Floating Jokes

Floating Jokes

Comedians spend most of their working lives in comedy clubs. Sometimes, we are asked to perform in other venues. The other night, the Comedy Cellar had the first of two annual boat rides. Comedy boat rides are a challenge because of the constant movement of the boat along with a horn blast that comes at the most inopportune times. I have learned to negotiate the waves and not drink until I finish working.

The weather was ideal, a perfect summer night. The experience included a 4-hour trek around Manhattan with two shows, the first starting as the boat leaves the dock. On a lower level, the second audience is dancing to a DJ while waiting for their show to start about 15 minutes after the first show ends. Comics hang out in a roped-off section on the stage level in the open air. About 15 of us wait there for our turn to perform, nibbling from a 10-foot hoagie and assorted fruit plates.

I hosted the first show and was the first act on the second. Both went great. The audience rocking the boat with laughter. After my work, I went down and danced to the only song that moved me−MJ’s “You Wanna Be Starting Something.” Back in the comedians area I had a couple of rum and cokes while sitting at a table with fellow comic Ryan Hamilton, enjoying the sweet summer breeze.

On the surface, one would think we have little in common. Ryan is a Mormon from Idaho and doesn’t drink, smoke, or curse. I asked Ryan what it was all about. I waited for my answer while Ryan pondered my query. Sometimes, comedians actually have meaningful conversations! He leaned back in his chair, spread his arms out to the sky, looked around and said …”this.” I took that to mean making people happy a couple hundred at a time.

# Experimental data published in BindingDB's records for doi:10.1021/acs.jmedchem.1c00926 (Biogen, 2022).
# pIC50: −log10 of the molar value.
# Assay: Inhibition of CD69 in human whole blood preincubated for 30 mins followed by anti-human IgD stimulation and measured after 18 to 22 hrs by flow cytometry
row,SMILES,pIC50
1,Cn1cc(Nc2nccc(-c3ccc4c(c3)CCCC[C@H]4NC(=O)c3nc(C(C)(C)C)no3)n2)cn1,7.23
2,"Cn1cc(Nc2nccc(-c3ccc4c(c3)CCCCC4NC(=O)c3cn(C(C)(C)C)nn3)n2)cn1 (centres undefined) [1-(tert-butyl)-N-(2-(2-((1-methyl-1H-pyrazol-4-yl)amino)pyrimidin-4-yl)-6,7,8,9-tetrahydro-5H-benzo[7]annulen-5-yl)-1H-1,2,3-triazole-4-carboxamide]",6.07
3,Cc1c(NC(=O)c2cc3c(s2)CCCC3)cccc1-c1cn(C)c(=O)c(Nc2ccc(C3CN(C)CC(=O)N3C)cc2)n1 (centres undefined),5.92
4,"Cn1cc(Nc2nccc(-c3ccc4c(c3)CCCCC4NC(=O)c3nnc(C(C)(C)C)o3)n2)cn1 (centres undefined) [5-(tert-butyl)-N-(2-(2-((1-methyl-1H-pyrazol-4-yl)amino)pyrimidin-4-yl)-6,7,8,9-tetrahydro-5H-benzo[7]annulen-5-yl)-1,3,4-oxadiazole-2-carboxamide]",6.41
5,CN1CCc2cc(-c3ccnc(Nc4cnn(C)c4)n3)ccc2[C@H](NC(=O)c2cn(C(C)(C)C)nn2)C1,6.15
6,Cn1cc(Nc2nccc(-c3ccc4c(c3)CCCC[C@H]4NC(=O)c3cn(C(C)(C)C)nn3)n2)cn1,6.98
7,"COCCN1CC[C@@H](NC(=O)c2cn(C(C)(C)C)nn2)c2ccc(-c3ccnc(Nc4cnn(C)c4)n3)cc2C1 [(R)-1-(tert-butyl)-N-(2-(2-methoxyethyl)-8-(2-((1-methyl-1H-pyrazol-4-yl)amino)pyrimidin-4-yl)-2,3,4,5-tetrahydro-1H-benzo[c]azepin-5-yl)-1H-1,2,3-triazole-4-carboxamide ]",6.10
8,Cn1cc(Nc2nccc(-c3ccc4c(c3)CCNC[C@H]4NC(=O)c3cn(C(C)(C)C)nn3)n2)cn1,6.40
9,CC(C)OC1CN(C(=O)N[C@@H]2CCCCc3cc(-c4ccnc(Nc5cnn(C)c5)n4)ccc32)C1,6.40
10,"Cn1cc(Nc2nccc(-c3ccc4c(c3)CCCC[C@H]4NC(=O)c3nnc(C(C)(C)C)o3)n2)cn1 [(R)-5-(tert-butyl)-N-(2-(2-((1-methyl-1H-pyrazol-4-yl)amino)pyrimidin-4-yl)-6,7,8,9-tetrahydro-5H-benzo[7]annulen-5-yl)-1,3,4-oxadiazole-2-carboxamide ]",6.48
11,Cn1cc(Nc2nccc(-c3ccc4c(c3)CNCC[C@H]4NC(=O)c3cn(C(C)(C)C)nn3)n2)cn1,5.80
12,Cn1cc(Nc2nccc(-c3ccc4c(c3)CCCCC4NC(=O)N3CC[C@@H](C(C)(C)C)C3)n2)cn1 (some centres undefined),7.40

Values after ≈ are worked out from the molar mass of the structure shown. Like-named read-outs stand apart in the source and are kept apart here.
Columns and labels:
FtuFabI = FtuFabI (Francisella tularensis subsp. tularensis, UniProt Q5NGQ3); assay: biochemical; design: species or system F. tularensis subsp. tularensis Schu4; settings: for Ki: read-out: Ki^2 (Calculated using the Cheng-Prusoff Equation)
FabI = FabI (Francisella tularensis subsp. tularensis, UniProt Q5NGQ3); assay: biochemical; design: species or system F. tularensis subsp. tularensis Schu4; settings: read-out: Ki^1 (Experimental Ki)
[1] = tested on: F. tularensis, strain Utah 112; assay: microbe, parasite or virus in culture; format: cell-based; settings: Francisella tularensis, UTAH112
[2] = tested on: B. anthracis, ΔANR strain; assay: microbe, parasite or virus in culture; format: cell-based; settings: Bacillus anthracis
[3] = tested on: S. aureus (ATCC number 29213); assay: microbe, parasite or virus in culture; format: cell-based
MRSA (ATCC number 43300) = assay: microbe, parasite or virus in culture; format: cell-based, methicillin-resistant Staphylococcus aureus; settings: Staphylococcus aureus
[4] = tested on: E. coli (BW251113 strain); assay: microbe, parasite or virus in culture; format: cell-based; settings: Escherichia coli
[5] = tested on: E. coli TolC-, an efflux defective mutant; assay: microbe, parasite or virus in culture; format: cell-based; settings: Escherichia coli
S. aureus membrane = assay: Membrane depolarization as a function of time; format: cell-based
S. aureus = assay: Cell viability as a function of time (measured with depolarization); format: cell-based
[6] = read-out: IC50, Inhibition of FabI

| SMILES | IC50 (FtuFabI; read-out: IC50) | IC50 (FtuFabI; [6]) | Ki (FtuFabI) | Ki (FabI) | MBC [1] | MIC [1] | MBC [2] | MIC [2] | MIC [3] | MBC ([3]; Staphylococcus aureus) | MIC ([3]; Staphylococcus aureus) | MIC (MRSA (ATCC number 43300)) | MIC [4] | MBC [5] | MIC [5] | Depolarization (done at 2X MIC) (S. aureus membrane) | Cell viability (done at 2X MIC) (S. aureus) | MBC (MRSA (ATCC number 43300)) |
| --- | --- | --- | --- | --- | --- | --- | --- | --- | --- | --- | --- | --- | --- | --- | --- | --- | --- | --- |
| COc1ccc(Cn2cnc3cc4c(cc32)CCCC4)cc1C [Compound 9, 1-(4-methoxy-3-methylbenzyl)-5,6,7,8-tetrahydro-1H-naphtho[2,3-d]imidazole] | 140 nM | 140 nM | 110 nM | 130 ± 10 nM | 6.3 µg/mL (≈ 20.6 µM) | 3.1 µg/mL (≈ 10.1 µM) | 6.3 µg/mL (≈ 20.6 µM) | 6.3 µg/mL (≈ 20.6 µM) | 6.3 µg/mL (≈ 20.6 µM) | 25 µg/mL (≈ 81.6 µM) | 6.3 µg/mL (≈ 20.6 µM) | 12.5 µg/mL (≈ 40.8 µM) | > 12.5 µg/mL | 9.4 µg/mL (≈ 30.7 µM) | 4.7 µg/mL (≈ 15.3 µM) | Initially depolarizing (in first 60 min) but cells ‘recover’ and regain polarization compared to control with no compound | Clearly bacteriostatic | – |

Chris Rock

Chris Rock Workout

After my set at the Cafe Wha? I ran into Chris Rock at the comic’s table in The Olive Tree, a restaurant above the Comedy Cellar. The same restaurant where the idea for Colin Quinn’s Tough Crowd TV show came about. Chris sat next to Gilbert Gottfried and was howling about a Gilbert joke:

“I took my wife to the doctor and said I don’t know if she’s got VD or TB. If she coughs, fuck her.”

I told Chris I got the script for my Black Cop role in the untitled movie he is currently shooting and wondered if I was actually going to shoot the scene since I only saw one line so far. (I had been scrolling through the script on my phone and my thumb got tired). His response was vague, so I guess I have to wait and see.

Chris was going on stage after a couple of acts, so I decided to hang out and watch him. It’s been about a month or so since I last caught his set and I wanted to see what he’s done with the jokes he was working on. I walked down the back steps and heard the crowd roar when he was introduced. I stood in the back corner as he told the audience to lower their expectations, he wasn’t going to be that good.

He mentioned it had been a while since he did standup and it looked like it. After asking himself what was going on a few times, he started hitting his jokes. In his 45 minute set, I heard new lines added to bits I had heard and some I hadn’t. Whenever I watch Chris he always says at least one thing I wish I had thought of first.

When we watch his specials on TV, we see rapid fire, boiled down, broke down to the nitty gritty funny. His pace in workout sets crawls in comparison. I try to figure out which lines he had written and which lines came to him in the moment. After closing his set with a huge laugh getter, we headed back upstairs.

He asked how long I thought he was on stage and I guessed 45 minutes. Back at the table he talked about how his new standup material was coming along.